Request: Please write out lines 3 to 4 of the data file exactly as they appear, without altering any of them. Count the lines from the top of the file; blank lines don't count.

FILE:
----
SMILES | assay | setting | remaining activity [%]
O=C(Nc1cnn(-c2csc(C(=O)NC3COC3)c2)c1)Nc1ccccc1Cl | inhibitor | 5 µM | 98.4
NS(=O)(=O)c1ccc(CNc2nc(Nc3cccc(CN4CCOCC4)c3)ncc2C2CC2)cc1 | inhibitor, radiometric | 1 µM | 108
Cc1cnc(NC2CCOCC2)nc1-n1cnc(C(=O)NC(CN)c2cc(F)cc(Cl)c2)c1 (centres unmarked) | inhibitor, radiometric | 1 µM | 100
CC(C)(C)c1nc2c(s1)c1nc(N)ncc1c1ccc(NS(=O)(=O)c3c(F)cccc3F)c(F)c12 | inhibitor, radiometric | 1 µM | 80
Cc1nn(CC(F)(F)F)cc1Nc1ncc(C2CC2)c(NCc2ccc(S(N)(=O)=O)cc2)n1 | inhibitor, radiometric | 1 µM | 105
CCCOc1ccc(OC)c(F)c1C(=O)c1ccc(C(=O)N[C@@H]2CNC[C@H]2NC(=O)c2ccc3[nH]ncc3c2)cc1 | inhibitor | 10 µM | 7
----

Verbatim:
NS(=O)(=O)c1ccc(CNc2nc(Nc3cccc(CN4CCOCC4)c3)ncc2C2CC2)cc1 | inhibitor, radiometric | 1 µM | 108
Cc1cnc(NC2CCOCC2)nc1-n1cnc(C(=O)NC(CN)c2cc(F)cc(Cl)c2)c1 (centres unmarked) | inhibitor, radiometric | 1 µM | 100